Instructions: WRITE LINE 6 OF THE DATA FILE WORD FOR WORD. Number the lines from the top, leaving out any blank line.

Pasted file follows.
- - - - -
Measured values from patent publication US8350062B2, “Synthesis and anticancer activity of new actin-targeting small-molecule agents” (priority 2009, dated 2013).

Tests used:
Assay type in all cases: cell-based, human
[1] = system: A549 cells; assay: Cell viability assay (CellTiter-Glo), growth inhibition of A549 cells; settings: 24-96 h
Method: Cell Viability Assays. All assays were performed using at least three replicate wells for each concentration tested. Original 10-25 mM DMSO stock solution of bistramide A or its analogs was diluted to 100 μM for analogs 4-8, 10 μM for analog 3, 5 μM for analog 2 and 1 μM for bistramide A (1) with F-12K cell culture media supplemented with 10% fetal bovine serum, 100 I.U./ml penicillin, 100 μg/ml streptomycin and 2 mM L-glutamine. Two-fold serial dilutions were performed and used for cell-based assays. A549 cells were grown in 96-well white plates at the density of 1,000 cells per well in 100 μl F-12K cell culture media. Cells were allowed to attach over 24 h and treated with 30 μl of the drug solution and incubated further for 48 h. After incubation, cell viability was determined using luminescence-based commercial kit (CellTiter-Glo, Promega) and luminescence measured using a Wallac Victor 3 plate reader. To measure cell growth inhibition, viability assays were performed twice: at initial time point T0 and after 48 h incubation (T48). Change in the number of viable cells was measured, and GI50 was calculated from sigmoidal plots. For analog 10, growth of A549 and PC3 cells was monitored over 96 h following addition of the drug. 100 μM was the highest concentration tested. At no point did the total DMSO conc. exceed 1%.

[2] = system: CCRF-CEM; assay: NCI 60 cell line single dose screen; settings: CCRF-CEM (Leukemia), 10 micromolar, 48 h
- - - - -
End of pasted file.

[2] = system: CCRF-CEM; assay: NCI 60 cell line single dose screen; settings: CCRF-CEM (Leukemia), 10 micromolar, 48 h